Category Archives: Ashvin Chauhan

Isolated Pawn: An Overview

A pawn which has no pawns of its own colour on neighboring files is called an isolated pawn. The most common sort of isolated pawn is a d- file pawn known as an IQP. It offers its owner some advantages and disadvantages, and these in turn are the basis for formulating strategies around the isolated pawn.

Advantages that isolated pawn offers include a space advantage, two half open files for the rooks and the possibility of sacrificing it and liberating the power of the pieces. The main disadvantage is that it can’t be supported by a pawn and therefore needs to be defended by pieces.

If you’re playing with an isolated pawn you should keep at least one pair of minor pieces on the board to defend it. If you are playing against it you should keep major pieces on the board and try to exchange minor pieces in order to win it using a pin and a lever (…c6-c5 or …e6-e5 against a pawn on d4). Of course proper blockade is must.

Here are two nice games which illustrate the strategy of playing with and against isolated pawns.

1. Huzman against Aronian in 2010

2. Adersson against Portisch in 1985

Ashvin Chauhan

Mr. Coach, I Don’t Know What To Do Next?

A common question, asked by post beginners after learning how to open the game, is what they should do next. Here I believe there are four most basic factors which can help you to find reasonable way to deal with the situation.

1) Look for tactics by eyeing for checks, captures and threats. Most of the beginners’ chess games feature missed tactical opportunities, and mainly due to double attacks and pins.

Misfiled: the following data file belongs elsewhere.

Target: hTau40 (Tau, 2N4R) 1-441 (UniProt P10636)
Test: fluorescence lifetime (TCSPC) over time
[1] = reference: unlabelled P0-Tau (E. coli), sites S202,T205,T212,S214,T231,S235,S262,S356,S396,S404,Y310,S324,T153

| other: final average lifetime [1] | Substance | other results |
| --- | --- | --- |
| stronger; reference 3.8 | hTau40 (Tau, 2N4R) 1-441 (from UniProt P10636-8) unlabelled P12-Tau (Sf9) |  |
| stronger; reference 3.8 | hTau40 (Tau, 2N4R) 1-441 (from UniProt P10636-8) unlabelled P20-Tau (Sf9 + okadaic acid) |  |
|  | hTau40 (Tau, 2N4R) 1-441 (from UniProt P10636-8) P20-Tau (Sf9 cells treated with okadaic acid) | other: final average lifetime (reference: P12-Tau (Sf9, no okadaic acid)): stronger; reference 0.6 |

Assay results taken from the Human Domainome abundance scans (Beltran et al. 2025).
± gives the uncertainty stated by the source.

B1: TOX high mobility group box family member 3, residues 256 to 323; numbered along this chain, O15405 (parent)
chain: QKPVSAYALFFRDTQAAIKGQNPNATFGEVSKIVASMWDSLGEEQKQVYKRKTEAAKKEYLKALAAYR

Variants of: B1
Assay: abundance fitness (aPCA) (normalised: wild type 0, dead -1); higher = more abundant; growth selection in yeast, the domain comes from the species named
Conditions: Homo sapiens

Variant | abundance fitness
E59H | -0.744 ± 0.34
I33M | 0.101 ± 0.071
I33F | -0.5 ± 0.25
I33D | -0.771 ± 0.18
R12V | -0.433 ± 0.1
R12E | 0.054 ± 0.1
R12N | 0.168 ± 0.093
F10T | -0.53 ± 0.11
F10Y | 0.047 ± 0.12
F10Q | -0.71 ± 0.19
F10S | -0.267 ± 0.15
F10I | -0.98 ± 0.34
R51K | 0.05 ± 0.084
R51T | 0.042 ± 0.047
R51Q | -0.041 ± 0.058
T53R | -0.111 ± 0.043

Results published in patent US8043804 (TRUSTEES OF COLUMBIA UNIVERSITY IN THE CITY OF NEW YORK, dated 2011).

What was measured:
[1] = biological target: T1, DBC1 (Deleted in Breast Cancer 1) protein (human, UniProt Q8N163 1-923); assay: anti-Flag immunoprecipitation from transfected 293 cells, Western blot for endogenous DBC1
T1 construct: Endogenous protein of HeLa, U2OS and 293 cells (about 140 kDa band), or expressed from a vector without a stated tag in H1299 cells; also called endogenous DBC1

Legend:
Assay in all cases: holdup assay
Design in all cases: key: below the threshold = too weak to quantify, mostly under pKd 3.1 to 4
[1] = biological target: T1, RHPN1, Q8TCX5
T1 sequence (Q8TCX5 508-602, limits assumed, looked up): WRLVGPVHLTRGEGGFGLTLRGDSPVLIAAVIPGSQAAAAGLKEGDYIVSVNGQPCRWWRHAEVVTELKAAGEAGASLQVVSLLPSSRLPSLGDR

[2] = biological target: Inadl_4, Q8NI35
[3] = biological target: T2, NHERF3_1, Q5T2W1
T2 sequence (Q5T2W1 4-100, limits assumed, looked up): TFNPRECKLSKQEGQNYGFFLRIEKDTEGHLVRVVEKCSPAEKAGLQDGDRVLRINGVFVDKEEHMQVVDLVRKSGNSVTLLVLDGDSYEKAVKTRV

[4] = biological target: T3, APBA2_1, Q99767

2) Mobility is perhaps the most basic and important concept ignored by beginners. If your pieces cover more squares in general they are more mobile. You can do it by centralizing them. Try to trade your passive pieces (less mobile ones) for your opponent’s active ones. I think that difficult concepts like space, open lines, outposts, piece improvement or even the pawn structure are based around mobility.

3) Find the target and attack. Finding a target is the most difficult thing for them and us as it has direct relation to our overall chess knowledge. It is also at the core of formulating a plan.

4) King safety is an area where there’s nothing new that I can add. The game ends with checkmate so do not try getting any kind of advantage by putting your king into danger.

Did I miss something? Please do comment here.

Ashvin Chauhan

Doubled Pawns

It is often believed by beginners that double pawns are bad, but this is far from the truth. Rather than adopt a simplistic view one should study when doubled pawns are favourable and unfavourable. Here are few typical situations in which the strength or weakness of doubled pawns is worth noting:

1. Doubled pawns on an open file can become a serious liability and will be difficult to handle.

2. Doubled pawns in endgames came out as serious weakness if they are a part of pawn majority as they can render that majority unable to produce passed pawn. In this case the your opponent has a virtual material advantage.